The congregation immediately began to rebuild. At a cost of $9,000 the frame brick veneer building featured stain glass windows, was nicely carpeted and furnished. A small Epworth organ valued at $90 had been gifted them. With their mortgage paid down to $1,500 within three years, they desired a larger organ to accommodate the expansive sanctuary. By April 1903, word of Carnegie’s funding came to the attention of the local church.

The initial request finds a portion of secretary Sypher’s wording as follows: “The congregation is made up of poor people earning their livelihood through daily toil in the town’s industries.” Sypher may have considered himself among the aforementioned category as for all his adult life (1879-1959), he was a store clerk with one employer identified as the Burrows General Store.

As requested, a description of the church building, outstanding bills, number of congregants, and whether or not there was a balcony, was reported as required.

Finally on January 4, 1905, came a confirmation letter which stated, “In response to your appeal, Mr. Carnegie will be glad to provide the last half of the cost of an organ for your church at a price of $1250, when the first half has been collected and payment of the organ when it comes due.”

By return mail, Sypher let Carnegie’s secretary know that, “Plans and specifications are now underway and as soon as they are completed and the organ placed, we will notify you. Thank you and wishing you a Happy New Year.”

It is somewhat humorous to share remarks Carnegie was said to have made regarding his partial funding of pipe organs to churches. Such as, “Listening to hymns transports me more than any scripture.” Perhaps his most barbed quotes were “I cannot be responsible for what preachers might say, but I can be responsible for the positive influence of the music,” and, “the organ lessens the pain of the sermon.”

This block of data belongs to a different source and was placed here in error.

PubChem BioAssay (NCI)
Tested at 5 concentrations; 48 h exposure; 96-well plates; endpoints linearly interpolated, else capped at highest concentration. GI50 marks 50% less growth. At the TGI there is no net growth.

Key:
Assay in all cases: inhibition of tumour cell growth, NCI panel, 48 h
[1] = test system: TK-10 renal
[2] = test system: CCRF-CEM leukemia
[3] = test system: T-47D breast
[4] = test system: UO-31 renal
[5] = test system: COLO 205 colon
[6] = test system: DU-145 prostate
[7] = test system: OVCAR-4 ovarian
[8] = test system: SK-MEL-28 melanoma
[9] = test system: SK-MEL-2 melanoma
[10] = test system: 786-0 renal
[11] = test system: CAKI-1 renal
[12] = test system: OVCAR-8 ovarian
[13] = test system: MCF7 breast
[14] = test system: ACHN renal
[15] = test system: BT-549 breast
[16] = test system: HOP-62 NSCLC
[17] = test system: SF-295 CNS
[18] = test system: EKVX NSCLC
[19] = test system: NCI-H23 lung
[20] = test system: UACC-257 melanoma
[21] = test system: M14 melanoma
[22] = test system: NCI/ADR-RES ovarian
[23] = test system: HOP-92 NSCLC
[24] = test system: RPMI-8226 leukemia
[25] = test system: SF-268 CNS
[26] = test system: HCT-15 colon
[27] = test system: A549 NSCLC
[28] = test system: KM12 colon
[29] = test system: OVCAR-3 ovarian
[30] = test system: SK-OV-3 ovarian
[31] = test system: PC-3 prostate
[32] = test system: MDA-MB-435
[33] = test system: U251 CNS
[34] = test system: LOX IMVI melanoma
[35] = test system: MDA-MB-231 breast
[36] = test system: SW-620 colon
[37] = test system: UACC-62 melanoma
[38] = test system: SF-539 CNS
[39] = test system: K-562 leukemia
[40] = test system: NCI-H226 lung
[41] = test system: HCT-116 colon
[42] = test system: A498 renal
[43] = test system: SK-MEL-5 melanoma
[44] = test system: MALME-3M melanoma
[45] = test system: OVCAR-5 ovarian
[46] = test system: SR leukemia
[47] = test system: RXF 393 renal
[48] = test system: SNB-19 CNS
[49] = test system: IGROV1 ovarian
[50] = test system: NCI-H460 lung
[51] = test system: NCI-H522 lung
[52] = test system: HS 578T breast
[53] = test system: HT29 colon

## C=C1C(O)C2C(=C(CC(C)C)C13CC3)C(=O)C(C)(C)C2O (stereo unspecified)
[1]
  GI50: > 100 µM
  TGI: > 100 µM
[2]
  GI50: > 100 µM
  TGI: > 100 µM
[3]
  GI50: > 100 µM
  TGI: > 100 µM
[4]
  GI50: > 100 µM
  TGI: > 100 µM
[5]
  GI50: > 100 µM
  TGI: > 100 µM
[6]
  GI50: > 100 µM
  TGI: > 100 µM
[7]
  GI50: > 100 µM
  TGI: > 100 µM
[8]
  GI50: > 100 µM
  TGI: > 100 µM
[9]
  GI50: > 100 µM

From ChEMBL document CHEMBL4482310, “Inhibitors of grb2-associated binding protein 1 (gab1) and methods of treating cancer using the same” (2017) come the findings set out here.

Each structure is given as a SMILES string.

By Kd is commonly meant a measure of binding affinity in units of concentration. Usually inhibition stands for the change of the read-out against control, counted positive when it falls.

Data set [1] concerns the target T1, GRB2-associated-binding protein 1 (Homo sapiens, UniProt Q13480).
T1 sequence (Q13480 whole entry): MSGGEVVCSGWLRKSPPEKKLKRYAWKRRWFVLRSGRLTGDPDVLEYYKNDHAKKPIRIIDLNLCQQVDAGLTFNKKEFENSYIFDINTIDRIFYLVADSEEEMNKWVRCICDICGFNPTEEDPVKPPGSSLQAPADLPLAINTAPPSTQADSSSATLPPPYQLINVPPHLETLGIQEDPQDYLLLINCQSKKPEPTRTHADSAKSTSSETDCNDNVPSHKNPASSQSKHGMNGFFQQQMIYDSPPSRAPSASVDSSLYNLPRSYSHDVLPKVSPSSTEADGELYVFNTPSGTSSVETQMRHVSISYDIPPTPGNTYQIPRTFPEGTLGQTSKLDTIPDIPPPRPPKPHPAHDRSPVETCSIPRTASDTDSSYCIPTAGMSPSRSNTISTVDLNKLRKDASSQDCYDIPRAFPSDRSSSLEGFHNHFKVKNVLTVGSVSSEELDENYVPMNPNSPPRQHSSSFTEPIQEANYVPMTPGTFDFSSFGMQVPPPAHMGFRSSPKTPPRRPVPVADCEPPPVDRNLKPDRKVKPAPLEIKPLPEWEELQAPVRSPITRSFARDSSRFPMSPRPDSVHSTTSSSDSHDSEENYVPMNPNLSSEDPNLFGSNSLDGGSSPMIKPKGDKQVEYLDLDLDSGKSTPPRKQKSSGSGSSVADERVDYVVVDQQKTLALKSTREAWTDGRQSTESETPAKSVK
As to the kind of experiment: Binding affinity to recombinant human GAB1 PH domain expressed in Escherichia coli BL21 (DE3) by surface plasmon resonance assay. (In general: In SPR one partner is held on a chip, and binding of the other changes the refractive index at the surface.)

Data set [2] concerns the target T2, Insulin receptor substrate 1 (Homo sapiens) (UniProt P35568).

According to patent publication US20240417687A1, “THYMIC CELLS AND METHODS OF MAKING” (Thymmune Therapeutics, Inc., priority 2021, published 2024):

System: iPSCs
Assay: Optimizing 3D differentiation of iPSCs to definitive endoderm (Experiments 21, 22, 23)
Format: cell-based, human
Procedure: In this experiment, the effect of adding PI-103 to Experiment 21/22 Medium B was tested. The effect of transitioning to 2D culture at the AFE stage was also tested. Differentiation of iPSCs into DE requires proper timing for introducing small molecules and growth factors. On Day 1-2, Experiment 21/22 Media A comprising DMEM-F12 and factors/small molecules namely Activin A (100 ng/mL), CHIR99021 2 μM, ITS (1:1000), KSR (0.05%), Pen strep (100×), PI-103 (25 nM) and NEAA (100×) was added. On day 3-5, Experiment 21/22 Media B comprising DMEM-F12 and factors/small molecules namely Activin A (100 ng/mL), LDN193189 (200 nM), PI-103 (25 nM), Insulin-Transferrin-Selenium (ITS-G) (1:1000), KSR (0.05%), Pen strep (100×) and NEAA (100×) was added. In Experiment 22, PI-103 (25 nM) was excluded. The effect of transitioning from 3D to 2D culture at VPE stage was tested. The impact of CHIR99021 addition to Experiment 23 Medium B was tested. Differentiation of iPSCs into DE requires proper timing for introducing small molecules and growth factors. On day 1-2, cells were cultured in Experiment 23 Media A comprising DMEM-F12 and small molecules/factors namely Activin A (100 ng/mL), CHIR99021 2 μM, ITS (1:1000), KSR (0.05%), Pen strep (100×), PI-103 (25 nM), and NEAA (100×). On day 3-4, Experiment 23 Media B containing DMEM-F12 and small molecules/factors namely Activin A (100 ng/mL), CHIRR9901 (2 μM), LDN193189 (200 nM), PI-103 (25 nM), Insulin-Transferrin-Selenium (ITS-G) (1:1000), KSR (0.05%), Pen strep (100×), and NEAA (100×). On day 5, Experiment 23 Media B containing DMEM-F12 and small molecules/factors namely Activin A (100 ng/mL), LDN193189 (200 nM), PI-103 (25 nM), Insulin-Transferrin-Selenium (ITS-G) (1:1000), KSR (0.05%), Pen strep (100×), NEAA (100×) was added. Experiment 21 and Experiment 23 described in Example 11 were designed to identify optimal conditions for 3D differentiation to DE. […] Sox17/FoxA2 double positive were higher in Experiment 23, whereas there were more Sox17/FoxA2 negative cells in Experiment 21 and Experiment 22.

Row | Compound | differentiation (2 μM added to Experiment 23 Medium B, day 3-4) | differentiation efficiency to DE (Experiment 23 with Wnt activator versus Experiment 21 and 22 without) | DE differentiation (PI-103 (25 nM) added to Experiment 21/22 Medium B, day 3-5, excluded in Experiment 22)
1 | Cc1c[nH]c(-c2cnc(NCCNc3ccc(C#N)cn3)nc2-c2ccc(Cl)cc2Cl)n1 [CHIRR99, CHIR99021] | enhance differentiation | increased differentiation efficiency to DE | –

Surely Carnegie’s gifting was a boom for pipe organ makers as churches, theaters and concert halls were free to select the manufacturers, makes and models of their choice. Due to the era of time, it is likely the organ was delivered by means of the Williamsport &North Branch railway which ran near the church through Picture Rocks.

Records note the newly installed Chicago made Lyon & Healy Pipe Organ had a total price tag of $2,500. The date sounds of the first anthem emitted from its stoic pipes are unknown. Perhaps the first Sunday in May as the church had long held special services on what they noted as Founder’s Day. Likely it preceded the December 26, 1905 marriage between J. William Boatman and Lula May Hessler, or the February 1906 nuptials uniting Joseph E. Derkley and Mary E. Hess.